By Marivir R. Montebon
New York City — When the conversation is on immigration, it is always emotional, hopeful and brave.
A little over a month ago, media colleagues Cristina DC Pastor (of Fil.Am.net), Jen Furer (of TV show Makilala), and I casually thought of relaunching our books, Biting the Big Apple, Out of Status, and Scratch the News. The issue on immigration continues to rage in mainstream media, and I guess, we took it upon ourselves to tell our stories again, to be part of a more no non-sense, deep and truthful conversation of a complex yet overly simplified issue.
September 12, Friday, came fast for ‘Tea Party and Immigration’. At 6 o’clock in the evening, we had guests trickling in at the Pan de Sal Patisserie on 2nd Avenue, mostly rushing from work.
We told our stories over tea or coffee and some mini pan de sal sandwiches of chicken adobo, spicy sardines, egg, and salmon. Our conversations just got deeper and deeper.
Jen Furer (Out of Status) spoke emotionally on how her parents and brothers were deported simultaneously in California and New Jersey in 2005. Her parents came to the US in 1984 on tourist visas and which they later converted to investors. Their family business prospered, and when they wanted to find ways to continue their ways to legalize their stay. That was when the lawyers begun giving advice like political asylum.
After living in the US for 20 years, Jen’s family was deported, as a result of ‘wrong information’ and ill advice by lawyers. Her deep regret was not having to know the correct route to take.
How do we protect ourselves from lawyers who put us in situations like these?
The audience, mostly made up of teachers and lawyers in the Fil-Am community, immediately raised the necessity to come up with measures on how to run after lawyers who give false hopes to immigrants intentionally or unintentionally just so to earn from them.
Atty. Arvin Amatorio gamely gave out the red flags to the audience.
“We paid heavily for such wrong routes, and our family ended up being broken. My brother, who was here since he was 13, was detained in New Jersey for a month. He was treated like a criminal. He was tied while being taken to prison,” Jen said tearfully.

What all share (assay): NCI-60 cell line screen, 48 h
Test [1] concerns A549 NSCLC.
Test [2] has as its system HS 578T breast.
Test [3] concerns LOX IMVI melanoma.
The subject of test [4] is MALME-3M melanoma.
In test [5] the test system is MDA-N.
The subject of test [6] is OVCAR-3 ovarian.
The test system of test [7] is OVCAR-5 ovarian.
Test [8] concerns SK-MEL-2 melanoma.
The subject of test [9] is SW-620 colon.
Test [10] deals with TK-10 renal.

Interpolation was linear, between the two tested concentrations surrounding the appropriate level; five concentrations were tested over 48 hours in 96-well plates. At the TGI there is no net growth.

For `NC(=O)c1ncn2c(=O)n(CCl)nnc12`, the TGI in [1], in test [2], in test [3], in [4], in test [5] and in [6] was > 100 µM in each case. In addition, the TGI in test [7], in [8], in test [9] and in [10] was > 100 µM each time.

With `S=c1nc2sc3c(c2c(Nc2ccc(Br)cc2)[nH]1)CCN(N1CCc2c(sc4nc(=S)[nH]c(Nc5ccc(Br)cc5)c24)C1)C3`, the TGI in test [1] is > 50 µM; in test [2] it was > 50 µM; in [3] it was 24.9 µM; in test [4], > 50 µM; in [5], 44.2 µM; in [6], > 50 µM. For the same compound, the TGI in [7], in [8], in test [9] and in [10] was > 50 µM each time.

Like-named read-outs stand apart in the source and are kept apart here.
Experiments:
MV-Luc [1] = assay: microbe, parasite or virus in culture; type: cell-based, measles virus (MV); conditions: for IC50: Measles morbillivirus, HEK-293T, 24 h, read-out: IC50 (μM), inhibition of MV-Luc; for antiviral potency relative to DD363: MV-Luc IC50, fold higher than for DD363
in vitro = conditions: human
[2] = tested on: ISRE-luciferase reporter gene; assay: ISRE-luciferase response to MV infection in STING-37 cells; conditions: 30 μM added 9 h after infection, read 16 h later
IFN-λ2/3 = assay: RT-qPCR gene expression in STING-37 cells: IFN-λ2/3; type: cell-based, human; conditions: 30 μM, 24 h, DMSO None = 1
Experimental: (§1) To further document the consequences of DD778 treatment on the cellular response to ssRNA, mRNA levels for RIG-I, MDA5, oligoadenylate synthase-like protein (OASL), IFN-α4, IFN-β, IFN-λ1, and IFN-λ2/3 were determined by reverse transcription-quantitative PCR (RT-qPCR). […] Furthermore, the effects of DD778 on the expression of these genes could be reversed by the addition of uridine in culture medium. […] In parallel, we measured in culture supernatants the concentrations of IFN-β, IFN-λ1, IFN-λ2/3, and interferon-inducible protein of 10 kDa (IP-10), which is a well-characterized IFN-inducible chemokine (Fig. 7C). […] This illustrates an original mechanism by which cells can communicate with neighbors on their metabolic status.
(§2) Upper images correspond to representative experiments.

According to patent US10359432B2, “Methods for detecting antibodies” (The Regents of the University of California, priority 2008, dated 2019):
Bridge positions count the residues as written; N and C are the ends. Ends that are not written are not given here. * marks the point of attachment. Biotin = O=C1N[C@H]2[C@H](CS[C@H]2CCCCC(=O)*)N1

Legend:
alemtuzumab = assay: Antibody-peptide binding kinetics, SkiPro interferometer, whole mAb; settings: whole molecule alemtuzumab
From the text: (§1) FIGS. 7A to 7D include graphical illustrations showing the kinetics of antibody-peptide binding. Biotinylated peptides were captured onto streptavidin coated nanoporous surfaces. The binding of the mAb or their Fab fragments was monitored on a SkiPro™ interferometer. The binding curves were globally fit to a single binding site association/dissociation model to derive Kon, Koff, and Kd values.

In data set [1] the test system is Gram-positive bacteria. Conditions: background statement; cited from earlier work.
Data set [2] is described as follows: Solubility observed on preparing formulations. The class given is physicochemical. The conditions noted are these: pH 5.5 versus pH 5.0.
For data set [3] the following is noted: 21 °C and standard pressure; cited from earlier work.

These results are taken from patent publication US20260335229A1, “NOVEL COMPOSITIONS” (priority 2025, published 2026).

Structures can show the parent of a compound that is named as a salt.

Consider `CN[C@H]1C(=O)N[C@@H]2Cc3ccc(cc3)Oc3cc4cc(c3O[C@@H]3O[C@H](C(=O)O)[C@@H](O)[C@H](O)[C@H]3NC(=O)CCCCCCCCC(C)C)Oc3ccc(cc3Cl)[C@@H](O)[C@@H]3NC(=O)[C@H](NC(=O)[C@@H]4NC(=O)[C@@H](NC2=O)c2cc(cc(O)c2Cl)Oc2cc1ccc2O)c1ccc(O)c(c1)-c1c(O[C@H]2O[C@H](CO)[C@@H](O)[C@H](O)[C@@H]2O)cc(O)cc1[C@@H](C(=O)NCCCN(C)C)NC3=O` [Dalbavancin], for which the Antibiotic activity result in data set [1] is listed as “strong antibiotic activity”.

Her father, deported to the Philippines in November 2005, passed away early this year, making Jen nostalgic, bringing back questions of what could she have done better for him and her mother. She was the only child who was not deported by virtue of a marriage to an American citizen. Jen petitioned her parents which took forever.
Family-based petitions, which is the core program of the immigration in the US, takes at least 15 years to be fully processed. Hence, America has a broken immigration system which “ages” the immigrants before they are being fully taken in as permanent residents.
This is hugely disadvantageous for families and for America. And it doesn’t require deep analysis, for instance, that when parents are finally petitioned by their children into permanent residency or citizenship, they are old and less productive. In fact, they need more health care, hence higher government expenditure. Had the petition process been made shorter, more able bodied, tax paying citizens would be absorbed into American society, thus making for a vibrant economy.
I believe that shortening the waiting period for family-based petition is a major reform that must be undertaken. There is also a need to close lose ends and tie some knots in the employment-based petition in order for employers to be enticed to petition professional and semi-skilled workers needed for their business. The details would be endless.
Clearly, sealing the borders should not be made a requisite to a new discussion on immigration reform. It is high time to discuss it now, with the growing 11 million undocumented aliens at hand. A broken system could have created that huge number, for how can 11 million people choose to be in an undocumented, uncomfortable status?
Protecting the borders remains a police and military duty, and should not be lamely made an excuse to not discuss immigration “until it is completely sealed”, as Republicans have posited.
My journey to the American society through political asylum was providential. It is to me a speck of miracle in the vastness and complexity of diaspora. The US government has rarely granted petitions based on political persecutions for more than 15 years since I got mine in 2008.